• If you have any concerns or, consider making changes during the inspection or subsequent remedial work, talk to your electrician about them instantly before you request changes. This will save you time and money and avoid stress from prolonging the work for longer than required.
  • Remember that after the work has been completed, make sure you receive a copy of your EICR which contains all the correct and inclusive changes that have been made at the property to your electrics from the electrician.

In terms of how much you pay for your EICR, the average starting price for an inspection and certificate varies depending on how much work is carried out and what service you choose to use. You can find suitable electricians and advice on what to expect from remedial works and pricing through websites like the electrical safety roundtable or on the website for RCP. Great companies like My Constructor offer fantastic services for issuing property certifications of all kinds, including Gas Safety Certificates and EPCs.

Don’t Leave Your Property’s Electrical Safety To The Last Minute. Why Don't You Book Your Property’s EICR Through Flex Living?

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Other Landlord Electrical Safety Certificates

There are two other notable types of electrical safety certificates for landlords to acquire. One is more circumstantial and depends on the type of property the landlord owns but the other is relevant to just about every other form of property a landlord could own.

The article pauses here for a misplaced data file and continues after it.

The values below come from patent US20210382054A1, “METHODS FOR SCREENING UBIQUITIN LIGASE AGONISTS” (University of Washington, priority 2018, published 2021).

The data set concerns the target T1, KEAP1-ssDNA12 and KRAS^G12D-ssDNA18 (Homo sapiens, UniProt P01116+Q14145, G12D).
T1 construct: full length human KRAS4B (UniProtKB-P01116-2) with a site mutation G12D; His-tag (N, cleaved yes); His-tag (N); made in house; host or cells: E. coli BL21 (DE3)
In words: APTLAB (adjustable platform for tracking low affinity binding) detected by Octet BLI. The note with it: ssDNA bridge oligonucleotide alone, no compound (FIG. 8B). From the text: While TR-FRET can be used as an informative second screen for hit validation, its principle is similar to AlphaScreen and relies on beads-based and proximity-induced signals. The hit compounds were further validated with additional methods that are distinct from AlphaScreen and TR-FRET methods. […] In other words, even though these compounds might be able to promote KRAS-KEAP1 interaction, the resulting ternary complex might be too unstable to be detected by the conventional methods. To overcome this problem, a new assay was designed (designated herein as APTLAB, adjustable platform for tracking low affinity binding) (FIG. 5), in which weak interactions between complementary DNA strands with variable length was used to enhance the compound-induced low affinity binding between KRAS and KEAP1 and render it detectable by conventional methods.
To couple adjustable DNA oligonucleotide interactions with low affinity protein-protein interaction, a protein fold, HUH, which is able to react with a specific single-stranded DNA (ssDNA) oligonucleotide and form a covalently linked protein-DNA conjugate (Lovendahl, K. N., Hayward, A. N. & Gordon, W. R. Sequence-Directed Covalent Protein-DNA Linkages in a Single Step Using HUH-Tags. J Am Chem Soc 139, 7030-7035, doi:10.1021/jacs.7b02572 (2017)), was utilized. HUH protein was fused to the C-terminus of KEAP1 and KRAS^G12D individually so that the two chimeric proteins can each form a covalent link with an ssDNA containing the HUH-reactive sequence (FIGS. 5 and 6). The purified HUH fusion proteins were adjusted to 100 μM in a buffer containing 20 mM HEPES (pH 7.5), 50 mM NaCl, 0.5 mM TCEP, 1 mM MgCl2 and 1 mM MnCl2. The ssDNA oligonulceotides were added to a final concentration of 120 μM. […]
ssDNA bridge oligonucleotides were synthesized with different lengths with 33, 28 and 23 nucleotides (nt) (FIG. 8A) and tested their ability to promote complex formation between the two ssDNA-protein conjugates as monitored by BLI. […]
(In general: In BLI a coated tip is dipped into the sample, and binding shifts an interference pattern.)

If a landlord owns a newly built property, then this property requires an Electrical Installation Certificate (EIC), as all the wiring, sockets and permanent electrical fixings at the property are brand new and need to be checked for correct installation. If the installation has been done correctly and the EIC is issued, the landlord then provides a copy of the certificate to a tenant, as well as the local authority. After this, the landlord isn’t required to carry out any checks on the electrics at the property, for the next 5 years. 

After these 5 years have passed, the landlord will follow the same procedure for an EICR, to ensure the property meets the criteria we discussed previously. However, whereas providing an EIC is a legal requirement, landlords can also carry out voluntary testing on all the non-permanent and portable appliances installed at the property (such as fridges, microwaves and kettles) using PAT testing

This is completely at the discretion of the landlord and not a legal requirement but, PAT(Portable Appliance Testing) testing, can be carried out on all devices and appliances at a property which can be plugged into an electrical socket. PAT testing is a great way of staying on top of those EICR regulations, as PAT testing usually flags whether there might be any faults with your property’s electrics, by testing the appliance’s performance. If anything is wrong with the device or, the socket it’s plugged into,  you’ll soon find out through PAT testing!


Don’t Leave Your Property’s Electrical Safety To The Last Minute. Book Your Property’s PAT Testing Now

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Keep On Top Of All Landlord Electrical Testing

Do you struggle to keep on top of new rules for landlords? If you’re looking for a hassle-free and hands-on approach to property management, then we might have a solution for you.

Flex Living offers fantastic, 24/7 property management, including free property checks and maintenance. On top of our expert management, we offer a fantastic alternative to traditional letting, which pays our landlords improved and guaranteed rent, in advance, every month!

So whether you’re renting a property out for the first time or, a seasoned landlord, if this sounds like your idea of exceptional property management, get in touch with us today and become the latest, in a growing list of Flex Living landlords. 

You can also look at how corporate letting compares to traditional letting, as well as other useful and insightful articles for landlords, over on our blog